Anterior Cervical Discectomy and Fusion Newport Beach & Orange County, CA
Robert Louis, MD specializes in Anterior Cervical Discectomy and Fusion Treatment in Orange County
Robert Louis, MD, your Orange County Neurosurgeon, performs Anterior Cervical Discectomy and Fusion (ACDF) to remove herniated or degenerative discs in the neck area of the spine. The incision is made in the front of the spine through the throat area. After the damaged intervertebral disc is removed, a bone graft is inserted in the space to fuse together the bones above and below the disc space. This procedure is recommended if physical therapy or medications fail to decompress the spinal cord and nerve roots, stabilize the neck, and relieve painful symptoms. Disc disorders can cause spinal cord or nerve root impingement. Symptoms often include neck, shoulder, or arm pain with or without numbness, tingling, or weakness in the arms or hands. Patients typically go home the same day. Complete recovery may take up to four weeks.
Discectomy is the surgical removal of a bulging or degenerative disc. It is performed anywhere along the spine from the neck (cervical) to the low back (lumbar). Dr. Louis reaches the damaged disc from the front (anterior) of the spine through the throat area, moving aside the neck muscles, trachea, and esophagus to expose the disc and vertebrae. An anterior approach is used to reach the disc reached without disturbing the spinal cord, spinal nerves, and neck muscles. Depending on your symptoms and condition, one disc (single-level) or more (multi-level) may be removed.
The space between the vertebrae is empty after the affected disc is removed. To prevent the vertebrae from collapsing and rubbing together, a bone graft or bone graft substitute is inserted to create a spinal fusion and fill the open disc space. The bone graft and vertebrae are fixed in place with metal plates and screws for reinforcement. Following surgery, the body begins its natural healing process and new bone cells grow around the graft. After three to six months, the bone graft should join the two vertebrae and form one solid piece of bone. After fusion, the patient may notice some loss in the range of motion, which varies according to neck mobility before the fusion and the number of levels fused.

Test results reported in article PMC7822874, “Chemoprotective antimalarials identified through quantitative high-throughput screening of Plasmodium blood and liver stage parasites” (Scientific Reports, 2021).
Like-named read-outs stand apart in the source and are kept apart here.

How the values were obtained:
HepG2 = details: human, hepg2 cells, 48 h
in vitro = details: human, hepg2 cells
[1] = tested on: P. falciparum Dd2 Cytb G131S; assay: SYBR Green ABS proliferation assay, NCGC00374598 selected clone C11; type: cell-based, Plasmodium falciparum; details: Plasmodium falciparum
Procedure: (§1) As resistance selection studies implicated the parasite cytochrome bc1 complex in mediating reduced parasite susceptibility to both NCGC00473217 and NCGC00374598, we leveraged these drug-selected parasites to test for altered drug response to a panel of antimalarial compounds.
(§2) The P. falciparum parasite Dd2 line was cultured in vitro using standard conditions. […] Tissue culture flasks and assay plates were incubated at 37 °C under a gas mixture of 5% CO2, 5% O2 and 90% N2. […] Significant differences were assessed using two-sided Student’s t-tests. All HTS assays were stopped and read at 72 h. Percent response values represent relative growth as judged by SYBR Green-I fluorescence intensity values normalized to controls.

Types of Bone Graft
Autograft– The bone graph comes from the patient. Dr. Louis takes your own bone cells from the hip (iliac crest). This graft has a higher success rate of fusion because it has bone-growing cells and proteins. Harvesting a bone graft from your hip is done at the same time as spine surgery. The harvested bone is about a half-inch thick.
Allograft– The bone comes from a donor (cadaver) and is collected from people who have agreed to donate their organs after they die. This type of bone graft does not have bone-growing cells or proteins, yet it is readily available and eliminates the need to harvest bone from your hip. The center of the allograft is filled with shavings of living bone tissue taken from your spine during surgery.
Bone Graft Substitute– This type of graft is made of plastic, ceramic, or bioabsorbable substitute materials. Also called cages, bo graft material is filled with shavings of living bone tissue taken from your spine during surgery.